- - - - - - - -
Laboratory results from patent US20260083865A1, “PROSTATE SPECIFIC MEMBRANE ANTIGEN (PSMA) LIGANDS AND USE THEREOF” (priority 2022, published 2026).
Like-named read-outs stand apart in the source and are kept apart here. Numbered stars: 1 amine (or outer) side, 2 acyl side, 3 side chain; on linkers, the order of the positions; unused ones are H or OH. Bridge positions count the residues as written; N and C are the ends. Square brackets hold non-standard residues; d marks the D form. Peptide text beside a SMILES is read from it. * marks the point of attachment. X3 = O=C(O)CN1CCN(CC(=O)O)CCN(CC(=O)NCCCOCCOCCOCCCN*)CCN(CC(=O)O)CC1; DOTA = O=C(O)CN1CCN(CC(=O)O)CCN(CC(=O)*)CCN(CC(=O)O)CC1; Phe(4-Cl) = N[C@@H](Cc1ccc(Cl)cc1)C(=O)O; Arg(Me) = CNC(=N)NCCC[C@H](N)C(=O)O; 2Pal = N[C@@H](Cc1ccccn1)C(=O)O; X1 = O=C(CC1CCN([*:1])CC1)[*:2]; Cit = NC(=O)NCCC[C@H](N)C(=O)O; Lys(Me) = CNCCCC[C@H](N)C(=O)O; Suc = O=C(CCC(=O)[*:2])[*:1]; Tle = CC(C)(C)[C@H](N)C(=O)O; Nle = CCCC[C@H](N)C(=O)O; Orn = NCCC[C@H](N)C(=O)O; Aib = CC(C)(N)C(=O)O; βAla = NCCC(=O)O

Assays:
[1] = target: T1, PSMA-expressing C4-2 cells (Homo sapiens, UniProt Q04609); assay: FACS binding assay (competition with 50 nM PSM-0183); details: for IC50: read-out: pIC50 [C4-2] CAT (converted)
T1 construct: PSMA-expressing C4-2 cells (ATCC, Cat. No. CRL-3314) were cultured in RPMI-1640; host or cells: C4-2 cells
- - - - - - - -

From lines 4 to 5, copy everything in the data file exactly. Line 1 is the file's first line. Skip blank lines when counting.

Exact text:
[1] = target: T1, PSMA-expressing C4-2 cells (Homo sapiens, UniProt Q04609); assay: FACS binding assay (competition with 50 nM PSM-0183); details: for IC50: read-out: pIC50 [C4-2] CAT (converted)
T1 construct: PSMA-expressing C4-2 cells (ATCC, Cat. No. CRL-3314) were cultured in RPMI-1640; host or cells: C4-2 cells